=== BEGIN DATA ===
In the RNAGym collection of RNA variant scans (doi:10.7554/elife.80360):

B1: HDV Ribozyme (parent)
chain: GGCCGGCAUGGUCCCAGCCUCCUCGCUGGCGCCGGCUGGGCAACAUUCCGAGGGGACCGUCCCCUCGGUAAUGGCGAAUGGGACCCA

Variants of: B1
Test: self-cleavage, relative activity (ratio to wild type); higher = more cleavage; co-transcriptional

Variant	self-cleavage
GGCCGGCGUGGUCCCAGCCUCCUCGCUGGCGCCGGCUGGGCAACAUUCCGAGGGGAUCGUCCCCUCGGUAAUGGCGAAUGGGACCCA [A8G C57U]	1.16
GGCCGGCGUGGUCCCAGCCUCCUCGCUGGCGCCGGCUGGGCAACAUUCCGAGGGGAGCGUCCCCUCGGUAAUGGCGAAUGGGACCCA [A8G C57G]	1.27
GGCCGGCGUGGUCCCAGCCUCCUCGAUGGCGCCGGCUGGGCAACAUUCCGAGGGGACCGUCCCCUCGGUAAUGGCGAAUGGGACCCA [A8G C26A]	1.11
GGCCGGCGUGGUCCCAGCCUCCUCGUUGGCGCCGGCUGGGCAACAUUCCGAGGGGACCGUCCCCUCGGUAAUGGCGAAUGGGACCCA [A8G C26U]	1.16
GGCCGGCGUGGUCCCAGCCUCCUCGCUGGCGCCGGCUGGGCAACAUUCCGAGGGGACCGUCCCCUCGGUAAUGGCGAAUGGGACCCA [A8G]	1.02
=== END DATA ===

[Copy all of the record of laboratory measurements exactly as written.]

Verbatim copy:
In the RNAGym collection of RNA variant scans (doi:10.7554/elife.80360):

B1: HDV Ribozyme (parent)
chain: GGCCGGCAUGGUCCCAGCCUCCUCGCUGGCGCCGGCUGGGCAACAUUCCGAGGGGACCGUCCCCUCGGUAAUGGCGAAUGGGACCCA

Variants of: B1
Test: self-cleavage, relative activity (ratio to wild type); higher = more cleavage; co-transcriptional

Variant	self-cleavage
GGCCGGCGUGGUCCCAGCCUCCUCGCUGGCGCCGGCUGGGCAACAUUCCGAGGGGAUCGUCCCCUCGGUAAUGGCGAAUGGGACCCA [A8G C57U]	1.16
GGCCGGCGUGGUCCCAGCCUCCUCGCUGGCGCCGGCUGGGCAACAUUCCGAGGGGAGCGUCCCCUCGGUAAUGGCGAAUGGGACCCA [A8G C57G]	1.27
GGCCGGCGUGGUCCCAGCCUCCUCGAUGGCGCCGGCUGGGCAACAUUCCGAGGGGACCGUCCCCUCGGUAAUGGCGAAUGGGACCCA [A8G C26A]	1.11
GGCCGGCGUGGUCCCAGCCUCCUCGUUGGCGCCGGCUGGGCAACAUUCCGAGGGGACCGUCCCCUCGGUAAUGGCGAAUGGGACCCA [A8G C26U]	1.16
GGCCGGCGUGGUCCCAGCCUCCUCGCUGGCGCCGGCUGGGCAACAUUCCGAGGGGACCGUCCCCUCGGUAAUGGCGAAUGGGACCCA [A8G]	1.02